Why US sees Israeli-Palestinian conflict as a security threat

A growing roster of US officials is arguing that a failure to resolve the Israeli-Palestinian conflict fuels Islamic extremism, thus creating a security threat for the US.

Alexander Zemlianichenko/AP
Secretary of State Hillary Rodham Clinton speaks with special envoy for Mideast peace, George Mitchell during talks in Moscow, Russia, Friday.

As the United States and Israel navigate one of their most serious contretemps in years, a growing roster of American officials is making the argument that the Israeli-Palestinian conflict poses a national-security threat to the US.

Prominent figures – ranging from Gen. David Petraeus, head of the US Central Command, to presidential adviser David Axelrod – have recently espoused the theory that a failure to resolve the decades-old crisis fuels Islamic extremism and Iranian designs in the region. Moreover, the thinking goes, the US appears weak and open to disregard when an ally such as Israel openly challenges American diplomatic efforts. America has been widely viewed in the region as the sole power able to force the two sides in the conflict to take actions toward peace.

Attempts to get past the US-Israeli dust-up continued Friday: In Moscow, Secretary of State Hillary Rodham Clinton said that Israeli Prime Minister Benjamin Netanyahu had come through with a “useful and productive” response to the challenge she made to Israel last week to demonstrate its commitment to the peace process.

Secretary Clinton was in Moscow for a meeting of the Quartet of powers promoting Middle East peace (the US, Russia, the European Union, and the United Nations). They demanded in a statement that Israel cease all settlement activity in East Jerusalem. But indirect talks between the sides could begin soon, said Quartet leaders, including the group’s envoy, Tony Blair.

This weekend, the State Department announced, Middle East envoy George Mitchell with meet Mr. Netanyahu and Palestinian Authority President Mahmoud Abbas in the region.

The national-security argument, linking US interests to peace, is one reason that the Obama administration reacted so strongly to Israel’s announcement of new Jewish settlements in Arab East Jerusalem. The announcement came during Vice President Joe Biden’s visit to Israel last week.

Still, US officials ranging from President Obama to Clinton prefaced all their public remarks on the falling out with an unwavering American commitment to Israel’s security.

For some, an underlying argument is that Israel doesn’t act in its own interest when it takes actions that undermine US national security.

However, the national-security argument is rejected by a number of Republicans and Democrats on the Hill. They maintain that the challenge of Islamist extremism is separate from the Israeli-Palestinian conflict and that the US should not allow any red herrings to disrupt US-Israeli ties. But reports that Mr. Biden advanced a form of the argument in meetings with Israeli officials suggest the perspective’s wide reach in the administration. Biden linked Israel’s dedication to the peace process to smoother sailing for the US in its efforts in Iraq, Afghanistan, and Pakistan.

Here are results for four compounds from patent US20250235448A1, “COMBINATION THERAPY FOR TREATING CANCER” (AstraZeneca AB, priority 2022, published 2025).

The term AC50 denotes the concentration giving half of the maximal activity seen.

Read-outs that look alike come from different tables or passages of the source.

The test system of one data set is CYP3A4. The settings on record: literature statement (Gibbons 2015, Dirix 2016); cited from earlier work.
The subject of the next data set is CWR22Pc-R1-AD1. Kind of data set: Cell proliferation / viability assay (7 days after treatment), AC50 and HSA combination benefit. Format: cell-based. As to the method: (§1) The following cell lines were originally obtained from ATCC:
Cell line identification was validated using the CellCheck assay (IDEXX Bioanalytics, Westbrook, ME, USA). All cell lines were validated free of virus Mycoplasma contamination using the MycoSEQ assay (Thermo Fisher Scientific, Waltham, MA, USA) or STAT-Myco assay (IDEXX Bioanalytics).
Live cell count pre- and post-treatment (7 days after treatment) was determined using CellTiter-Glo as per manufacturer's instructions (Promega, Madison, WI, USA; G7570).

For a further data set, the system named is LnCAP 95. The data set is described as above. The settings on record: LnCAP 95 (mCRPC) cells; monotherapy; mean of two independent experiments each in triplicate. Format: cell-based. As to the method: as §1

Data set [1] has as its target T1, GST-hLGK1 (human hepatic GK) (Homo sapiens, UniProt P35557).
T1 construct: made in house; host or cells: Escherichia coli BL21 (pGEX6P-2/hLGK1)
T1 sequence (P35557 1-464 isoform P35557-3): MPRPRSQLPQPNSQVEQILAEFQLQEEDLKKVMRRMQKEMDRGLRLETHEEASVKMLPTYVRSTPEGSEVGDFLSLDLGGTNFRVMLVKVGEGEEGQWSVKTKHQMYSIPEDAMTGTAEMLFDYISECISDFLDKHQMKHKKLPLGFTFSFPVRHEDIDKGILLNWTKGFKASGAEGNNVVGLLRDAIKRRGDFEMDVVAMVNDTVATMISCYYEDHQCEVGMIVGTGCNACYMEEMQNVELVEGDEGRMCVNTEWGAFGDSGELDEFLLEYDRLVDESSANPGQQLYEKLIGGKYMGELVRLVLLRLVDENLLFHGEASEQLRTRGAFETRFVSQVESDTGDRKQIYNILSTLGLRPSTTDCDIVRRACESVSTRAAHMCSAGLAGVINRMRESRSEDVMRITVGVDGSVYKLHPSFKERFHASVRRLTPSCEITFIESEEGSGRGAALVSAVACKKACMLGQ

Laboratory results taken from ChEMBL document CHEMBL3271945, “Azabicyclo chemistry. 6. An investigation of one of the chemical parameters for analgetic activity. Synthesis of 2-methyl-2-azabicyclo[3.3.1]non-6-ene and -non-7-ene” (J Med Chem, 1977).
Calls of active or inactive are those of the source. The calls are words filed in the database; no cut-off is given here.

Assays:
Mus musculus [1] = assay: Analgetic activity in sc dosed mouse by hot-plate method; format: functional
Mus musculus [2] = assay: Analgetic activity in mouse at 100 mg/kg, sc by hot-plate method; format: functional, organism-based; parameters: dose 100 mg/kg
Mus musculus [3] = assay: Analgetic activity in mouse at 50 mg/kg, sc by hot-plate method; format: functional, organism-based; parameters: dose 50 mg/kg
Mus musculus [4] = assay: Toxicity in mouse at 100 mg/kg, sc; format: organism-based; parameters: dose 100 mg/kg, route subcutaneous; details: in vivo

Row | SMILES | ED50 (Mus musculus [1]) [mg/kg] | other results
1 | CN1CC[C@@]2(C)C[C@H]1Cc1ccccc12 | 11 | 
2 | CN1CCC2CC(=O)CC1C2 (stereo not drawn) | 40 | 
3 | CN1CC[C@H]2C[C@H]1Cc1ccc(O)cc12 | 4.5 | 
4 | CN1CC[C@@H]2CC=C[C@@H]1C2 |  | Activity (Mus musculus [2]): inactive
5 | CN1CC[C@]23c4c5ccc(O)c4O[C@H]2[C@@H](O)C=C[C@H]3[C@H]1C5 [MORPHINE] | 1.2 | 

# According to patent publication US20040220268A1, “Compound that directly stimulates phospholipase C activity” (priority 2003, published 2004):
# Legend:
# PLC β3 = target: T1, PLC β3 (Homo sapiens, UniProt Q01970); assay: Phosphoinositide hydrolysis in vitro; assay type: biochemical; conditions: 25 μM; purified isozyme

Some experts in Middle East affairs say they understand where the administration argument originates, but add that it nevertheless places too much of the onus for peacemaking on Israel.

“The administration has embraced the Arab consensus relayed to it through the military, and that is understandable because the Central Command deals almost entirely with Arab and Muslim countries,” says James Phillips, a specialist in Middle East issues at the Heritage Foundation in Washington. “But when you come down to it, the US is asking Israel to make concessions that would undermine its own security in order to improve US cooperation with Muslim states.”

An Israeli-Palestinian accord “would have some impact on improved US security,” Mr. Phillips agrees. But it would be in a “much more hazy sense of an improved American image in the region,” compared with Israel’s “concrete security concerns,” he says.

But others say a stalled peace effort, and specifically Israel’s direct challenges to US power, pose a concrete threat to American strategic interests.

Leslie Gelb, a US foreign-policy expert with the Council on Foreign Relations in New York, said in a recent opinion piece that Israel’s settlement activities, in direct defiance of US calls for all parties to avoid “provocative” steps, are “self-defeating” because the “insult” seriously damages American power in the Middle East.

Mr. Gelb called the US-Israeli alliance unquestioned and Israel specifically a " ‘strategic aircraft carrier’ for America in a chaotic part of the world.” He added in the piece, which appeared on the website The Daily Beast, “If Israelis further complicate an already complicated Middle East, it won't be good for the US or for Israel.”

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